Anatomy of the Network Computer
Vendors pitch it as both an inexpensive Internet access device for consumers and a serious desktop productivity terminal for intranet use
Major vendors are defining the standards of a "Network Computer" that promises interoperability. Hopefully, the "Network Computer" (now a trademark term), will provide both an inexpensive Internet access device for consumers and a serious desktop productivity terminal for intranet use. Although the devices have yet to be shipped, we pulled together enough facts from vendor statements to get a picture of what we'll see soon. (2,300 words)
In May, Sun, IBM, Apple, Netscape, and Oracle announced they were working on The NC Reference Profile (see the sidebar for details), a set of guidelines for developing inexpensive network computing devices based on existing Internet standards. The profile is designed to promote the creation of a broad application base to run on NC clients. It does not specify a particular implementation of a Network Computer, nor does it preclude the addition of features and functions outside of the profile. The initial profile will be made available for review in July and is expected to be finalized by August 1996.
Larry Ellison, CEO of Oracle declared at the rollout, "This initiative has been formed in the interest of true open computing. Like the Internet itself, the NC Reference Profile has the potential to set in motion an industry that serves the interest of users instead of software developers and hardware suppliers."
The NCs are expected to be highly scalable in scope and will range from $200 palmtops to powerful engineering tools at the high end. They will be targeted at a variety of different marketplaces including information access providers, consumers, and enterprises. As new technologies emerge, the partners plan to recommend new profiles.
The initial profile is expected to include a minimum screen resolution of 640 by 480 pixels (VGA resolution on a PC), a pointing device such as a joystick or mouse, a keyboard, a speaker, and audio output jacks. Hard disks and floppy drives will not be required since the machines can download data and applications each time they connect to the network. The profile also covers Internet protocols, multimedia formats, and security features.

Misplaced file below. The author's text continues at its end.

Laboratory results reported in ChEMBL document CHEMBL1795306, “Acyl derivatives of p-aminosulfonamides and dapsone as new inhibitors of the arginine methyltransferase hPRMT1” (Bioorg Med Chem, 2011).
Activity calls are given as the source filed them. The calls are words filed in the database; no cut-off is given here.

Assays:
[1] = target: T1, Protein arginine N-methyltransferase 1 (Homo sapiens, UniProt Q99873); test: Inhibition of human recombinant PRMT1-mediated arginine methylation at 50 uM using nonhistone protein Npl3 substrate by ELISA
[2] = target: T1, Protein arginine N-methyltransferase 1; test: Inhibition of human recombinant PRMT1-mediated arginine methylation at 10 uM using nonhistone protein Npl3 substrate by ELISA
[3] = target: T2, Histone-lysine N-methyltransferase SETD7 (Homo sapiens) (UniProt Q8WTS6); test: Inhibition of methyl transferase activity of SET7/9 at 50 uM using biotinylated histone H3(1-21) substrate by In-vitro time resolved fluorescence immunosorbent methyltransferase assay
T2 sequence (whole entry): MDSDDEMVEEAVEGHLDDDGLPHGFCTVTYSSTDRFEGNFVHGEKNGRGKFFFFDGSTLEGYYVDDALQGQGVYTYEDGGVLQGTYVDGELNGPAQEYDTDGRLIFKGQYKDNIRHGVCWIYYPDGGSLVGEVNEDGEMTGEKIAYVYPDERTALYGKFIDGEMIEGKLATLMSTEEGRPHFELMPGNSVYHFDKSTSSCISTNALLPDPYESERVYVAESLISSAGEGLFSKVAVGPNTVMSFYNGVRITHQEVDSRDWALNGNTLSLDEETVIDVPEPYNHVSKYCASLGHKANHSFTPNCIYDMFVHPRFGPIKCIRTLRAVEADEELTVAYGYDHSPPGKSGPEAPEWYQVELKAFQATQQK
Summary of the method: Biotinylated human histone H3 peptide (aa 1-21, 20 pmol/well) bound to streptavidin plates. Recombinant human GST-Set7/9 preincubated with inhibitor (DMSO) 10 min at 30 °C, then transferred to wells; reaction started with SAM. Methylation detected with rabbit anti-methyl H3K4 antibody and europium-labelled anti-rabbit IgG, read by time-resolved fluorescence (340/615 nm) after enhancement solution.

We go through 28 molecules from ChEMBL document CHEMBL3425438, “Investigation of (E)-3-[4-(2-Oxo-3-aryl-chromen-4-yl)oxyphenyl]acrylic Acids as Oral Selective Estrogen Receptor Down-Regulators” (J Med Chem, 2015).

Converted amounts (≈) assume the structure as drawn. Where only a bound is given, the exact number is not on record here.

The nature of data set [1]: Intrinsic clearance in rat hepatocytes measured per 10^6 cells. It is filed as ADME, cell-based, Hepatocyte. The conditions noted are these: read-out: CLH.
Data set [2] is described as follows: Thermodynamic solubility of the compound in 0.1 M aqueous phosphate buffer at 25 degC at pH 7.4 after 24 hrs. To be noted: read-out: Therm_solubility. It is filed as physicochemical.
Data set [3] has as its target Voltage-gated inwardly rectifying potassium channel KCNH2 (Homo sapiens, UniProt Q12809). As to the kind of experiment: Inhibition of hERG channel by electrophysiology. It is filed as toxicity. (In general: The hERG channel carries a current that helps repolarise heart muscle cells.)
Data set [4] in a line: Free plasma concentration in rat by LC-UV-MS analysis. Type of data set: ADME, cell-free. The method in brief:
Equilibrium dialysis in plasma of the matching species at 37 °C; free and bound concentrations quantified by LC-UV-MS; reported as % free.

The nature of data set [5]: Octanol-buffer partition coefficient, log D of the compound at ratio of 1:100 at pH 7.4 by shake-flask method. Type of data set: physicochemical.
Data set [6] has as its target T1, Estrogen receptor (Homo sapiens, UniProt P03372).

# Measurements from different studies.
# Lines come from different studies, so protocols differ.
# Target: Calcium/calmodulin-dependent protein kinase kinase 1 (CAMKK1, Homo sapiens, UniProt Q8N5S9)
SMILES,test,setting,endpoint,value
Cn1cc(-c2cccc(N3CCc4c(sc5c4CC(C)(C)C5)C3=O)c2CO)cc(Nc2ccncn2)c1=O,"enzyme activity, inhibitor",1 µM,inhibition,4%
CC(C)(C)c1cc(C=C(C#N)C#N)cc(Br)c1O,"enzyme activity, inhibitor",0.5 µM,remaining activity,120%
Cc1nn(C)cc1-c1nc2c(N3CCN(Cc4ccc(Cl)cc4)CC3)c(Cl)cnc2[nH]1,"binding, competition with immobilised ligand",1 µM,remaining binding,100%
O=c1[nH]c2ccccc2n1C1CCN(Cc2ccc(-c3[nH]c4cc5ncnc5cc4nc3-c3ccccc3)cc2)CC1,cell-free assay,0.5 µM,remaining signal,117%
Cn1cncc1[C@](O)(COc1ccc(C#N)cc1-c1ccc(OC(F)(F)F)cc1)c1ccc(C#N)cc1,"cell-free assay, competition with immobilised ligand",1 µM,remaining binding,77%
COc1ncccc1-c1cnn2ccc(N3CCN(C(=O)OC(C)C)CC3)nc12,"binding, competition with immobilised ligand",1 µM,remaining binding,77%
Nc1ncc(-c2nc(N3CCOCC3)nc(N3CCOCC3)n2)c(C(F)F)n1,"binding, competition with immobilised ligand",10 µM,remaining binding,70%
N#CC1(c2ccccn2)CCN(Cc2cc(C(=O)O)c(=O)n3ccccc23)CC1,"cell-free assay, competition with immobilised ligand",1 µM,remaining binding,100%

Suppliers who peddle NC-compliant products will be allowed to display the NC brand name. Different companies, however, are still debating how the brand will be used. On the content side, an "NC Friendly" logo will appear on Web sites accessible to NCs. (A SunWorld Online editor tested an NC on the magazine; everything worked fine.)
Scott McNealy, CEO of Sun Microsystems said, "Sun has proven time and time again that open standards provide a level playing field, which drives innovation and choice. The ultimate winner in this model is the user. Adopting Sun's NFS and Java Technologies with the other open standards in the NC Reference Profile will provide all the vendors, from hardware manufacturers to content providers, with a common set of guidelines that will jump-start the Industry."
Network Computers are appearing in phases. In the first phase, major terminal makers from the X Window System and IBM mainframe world have begun making their equipment compatible with the NC profile. In the second phase, which will begin at the end of 1996, traditional computer vendors such as IBM and Sun will start rolling out boxes designed from the ground up as NC computers. However, neither Sun nor IBM has made public all of the components that will go into their first generation NCs. In the third phase, application specific integrated circuits (ASICs) will allow vendors to shrink the size and cost of NC boxes dramatically.
If the $500 Network Computer sounds like a hoax pushed by Larry Ellison to get some publicity, one needs to look no further than the $500 Winterm from Wyse Technology to prove that it can be a reality. The company launched the terminal last fall at Comdex. The current implementation is designed to allow remote login to Windows NT servers, and Wyse plans to make it NC compatible as well.
Doug Chance, CEO of Wyse explained, "Wyse is extending its new T2000 based intelligent terminal product line to embrace the NC Reference Profile. Our success in shipping thousands of $500 to $750 award-winning T2000 Winterm products over the last six months demonstrated the real market acceptance for thin-client technology."